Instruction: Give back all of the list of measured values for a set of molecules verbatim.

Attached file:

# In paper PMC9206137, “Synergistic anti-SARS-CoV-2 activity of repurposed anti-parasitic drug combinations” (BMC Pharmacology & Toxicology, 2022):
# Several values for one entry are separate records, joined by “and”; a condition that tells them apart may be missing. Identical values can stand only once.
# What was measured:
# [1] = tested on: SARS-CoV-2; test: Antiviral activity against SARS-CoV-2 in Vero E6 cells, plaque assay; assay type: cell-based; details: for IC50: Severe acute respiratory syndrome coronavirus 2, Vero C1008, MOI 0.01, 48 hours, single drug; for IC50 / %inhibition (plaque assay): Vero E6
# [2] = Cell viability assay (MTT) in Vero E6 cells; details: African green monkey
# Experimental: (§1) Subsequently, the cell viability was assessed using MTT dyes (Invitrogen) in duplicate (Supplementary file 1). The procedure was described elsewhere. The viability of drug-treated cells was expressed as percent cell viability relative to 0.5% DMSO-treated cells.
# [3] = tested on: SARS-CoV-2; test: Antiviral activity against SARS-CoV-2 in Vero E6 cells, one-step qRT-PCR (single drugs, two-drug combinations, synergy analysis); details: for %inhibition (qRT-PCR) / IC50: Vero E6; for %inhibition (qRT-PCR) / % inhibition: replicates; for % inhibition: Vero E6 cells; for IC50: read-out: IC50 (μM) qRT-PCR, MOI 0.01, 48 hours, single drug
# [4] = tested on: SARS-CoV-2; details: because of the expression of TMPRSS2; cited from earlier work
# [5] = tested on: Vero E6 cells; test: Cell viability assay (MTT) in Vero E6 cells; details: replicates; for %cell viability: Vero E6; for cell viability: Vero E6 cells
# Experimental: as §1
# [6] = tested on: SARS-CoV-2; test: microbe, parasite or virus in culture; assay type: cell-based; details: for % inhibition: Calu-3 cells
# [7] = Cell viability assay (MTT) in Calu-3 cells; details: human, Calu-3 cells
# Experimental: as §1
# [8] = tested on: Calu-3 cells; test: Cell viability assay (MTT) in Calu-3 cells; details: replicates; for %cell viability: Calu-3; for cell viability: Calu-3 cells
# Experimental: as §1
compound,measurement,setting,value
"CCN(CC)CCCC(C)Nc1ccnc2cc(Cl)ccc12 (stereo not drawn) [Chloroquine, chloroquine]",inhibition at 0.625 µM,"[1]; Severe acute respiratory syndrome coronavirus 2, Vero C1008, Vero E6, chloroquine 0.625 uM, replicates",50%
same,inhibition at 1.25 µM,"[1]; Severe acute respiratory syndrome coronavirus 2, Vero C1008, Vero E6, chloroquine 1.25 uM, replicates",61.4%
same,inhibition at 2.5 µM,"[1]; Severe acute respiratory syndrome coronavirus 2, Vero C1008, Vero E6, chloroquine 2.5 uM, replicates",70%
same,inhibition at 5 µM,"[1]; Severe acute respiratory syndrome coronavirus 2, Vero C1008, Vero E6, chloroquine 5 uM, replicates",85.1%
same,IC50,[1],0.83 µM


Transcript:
# In paper PMC9206137, “Synergistic anti-SARS-CoV-2 activity of repurposed anti-parasitic drug combinations” (BMC Pharmacology & Toxicology, 2022):
# Several values for one entry are separate records, joined by “and”; a condition that tells them apart may be missing. Identical values can stand only once.
# What was measured:
# [1] = tested on: SARS-CoV-2; test: Antiviral activity against SARS-CoV-2 in Vero E6 cells, plaque assay; assay type: cell-based; details: for IC50: Severe acute respiratory syndrome coronavirus 2, Vero C1008, MOI 0.01, 48 hours, single drug; for IC50 / %inhibition (plaque assay): Vero E6
# [2] = Cell viability assay (MTT) in Vero E6 cells; details: African green monkey
# Experimental: (§1) Subsequently, the cell viability was assessed using MTT dyes (Invitrogen) in duplicate (Supplementary file 1). The procedure was described elsewhere. The viability of drug-treated cells was expressed as percent cell viability relative to 0.5% DMSO-treated cells.
# [3] = tested on: SARS-CoV-2; test: Antiviral activity against SARS-CoV-2 in Vero E6 cells, one-step qRT-PCR (single drugs, two-drug combinations, synergy analysis); details: for %inhibition (qRT-PCR) / IC50: Vero E6; for %inhibition (qRT-PCR) / % inhibition: replicates; for % inhibition: Vero E6 cells; for IC50: read-out: IC50 (μM) qRT-PCR, MOI 0.01, 48 hours, single drug
# [4] = tested on: SARS-CoV-2; details: because of the expression of TMPRSS2; cited from earlier work
# [5] = tested on: Vero E6 cells; test: Cell viability assay (MTT) in Vero E6 cells; details: replicates; for %cell viability: Vero E6; for cell viability: Vero E6 cells
# Experimental: as §1
# [6] = tested on: SARS-CoV-2; test: microbe, parasite or virus in culture; assay type: cell-based; details: for % inhibition: Calu-3 cells
# [7] = Cell viability assay (MTT) in Calu-3 cells; details: human, Calu-3 cells
# Experimental: as §1
# [8] = tested on: Calu-3 cells; test: Cell viability assay (MTT) in Calu-3 cells; details: replicates; for %cell viability: Calu-3; for cell viability: Calu-3 cells
# Experimental: as §1
compound,measurement,setting,value
"CCN(CC)CCCC(C)Nc1ccnc2cc(Cl)ccc12 (stereo not drawn) [Chloroquine, chloroquine]",inhibition at 0.625 µM,"[1]; Severe acute respiratory syndrome coronavirus 2, Vero C1008, Vero E6, chloroquine 0.625 uM, replicates",50%
same,inhibition at 1.25 µM,"[1]; Severe acute respiratory syndrome coronavirus 2, Vero C1008, Vero E6, chloroquine 1.25 uM, replicates",61.4%
same,inhibition at 2.5 µM,"[1]; Severe acute respiratory syndrome coronavirus 2, Vero C1008, Vero E6, chloroquine 2.5 uM, replicates",70%
same,inhibition at 5 µM,"[1]; Severe acute respiratory syndrome coronavirus 2, Vero C1008, Vero E6, chloroquine 5 uM, replicates",85.1%
same,IC50,[1],0.83 µM